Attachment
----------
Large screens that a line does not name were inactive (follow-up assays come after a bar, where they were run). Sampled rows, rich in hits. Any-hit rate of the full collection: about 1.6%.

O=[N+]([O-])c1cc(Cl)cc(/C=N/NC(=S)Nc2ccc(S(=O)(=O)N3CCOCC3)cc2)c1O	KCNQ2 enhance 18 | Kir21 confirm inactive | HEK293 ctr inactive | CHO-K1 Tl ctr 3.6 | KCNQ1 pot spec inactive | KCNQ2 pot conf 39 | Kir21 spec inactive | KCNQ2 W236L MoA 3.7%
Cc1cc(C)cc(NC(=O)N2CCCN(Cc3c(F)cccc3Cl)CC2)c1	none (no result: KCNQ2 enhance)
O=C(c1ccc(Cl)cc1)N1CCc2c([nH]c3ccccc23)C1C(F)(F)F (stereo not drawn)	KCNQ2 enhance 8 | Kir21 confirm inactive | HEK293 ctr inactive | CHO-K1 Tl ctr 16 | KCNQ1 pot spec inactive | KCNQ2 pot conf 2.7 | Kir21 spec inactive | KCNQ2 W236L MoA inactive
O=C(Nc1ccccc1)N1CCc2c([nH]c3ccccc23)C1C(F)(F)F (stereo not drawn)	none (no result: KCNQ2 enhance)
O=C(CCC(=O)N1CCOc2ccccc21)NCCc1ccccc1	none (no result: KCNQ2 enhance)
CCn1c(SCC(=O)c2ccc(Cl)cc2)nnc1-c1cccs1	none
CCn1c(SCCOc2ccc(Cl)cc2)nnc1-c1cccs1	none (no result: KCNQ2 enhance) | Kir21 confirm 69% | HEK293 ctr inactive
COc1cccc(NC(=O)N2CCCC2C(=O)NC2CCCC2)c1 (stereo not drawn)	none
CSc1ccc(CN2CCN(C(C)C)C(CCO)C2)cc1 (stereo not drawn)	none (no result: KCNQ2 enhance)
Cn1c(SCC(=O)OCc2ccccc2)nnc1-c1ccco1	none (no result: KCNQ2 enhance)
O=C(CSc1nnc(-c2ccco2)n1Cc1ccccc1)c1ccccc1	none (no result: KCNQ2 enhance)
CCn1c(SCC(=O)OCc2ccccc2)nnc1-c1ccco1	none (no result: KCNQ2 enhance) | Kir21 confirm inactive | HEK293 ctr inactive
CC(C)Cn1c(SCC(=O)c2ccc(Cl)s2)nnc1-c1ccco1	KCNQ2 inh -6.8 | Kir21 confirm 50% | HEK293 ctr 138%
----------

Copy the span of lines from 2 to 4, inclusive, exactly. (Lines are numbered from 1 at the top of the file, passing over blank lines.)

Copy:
O=[N+]([O-])c1cc(Cl)cc(/C=N/NC(=S)Nc2ccc(S(=O)(=O)N3CCOCC3)cc2)c1O	KCNQ2 enhance 18 | Kir21 confirm inactive | HEK293 ctr inactive | CHO-K1 Tl ctr 3.6 | KCNQ1 pot spec inactive | KCNQ2 pot conf 39 | Kir21 spec inactive | KCNQ2 W236L MoA 3.7%
Cc1cc(C)cc(NC(=O)N2CCCN(Cc3c(F)cccc3Cl)CC2)c1	none (no result: KCNQ2 enhance)
O=C(c1ccc(Cl)cc1)N1CCc2c([nH]c3ccccc23)C1C(F)(F)F (stereo not drawn)	KCNQ2 enhance 8 | Kir21 confirm inactive | HEK293 ctr inactive | CHO-K1 Tl ctr 16 | KCNQ1 pot spec inactive | KCNQ2 pot conf 2.7 | Kir21 spec inactive | KCNQ2 W236L MoA inactive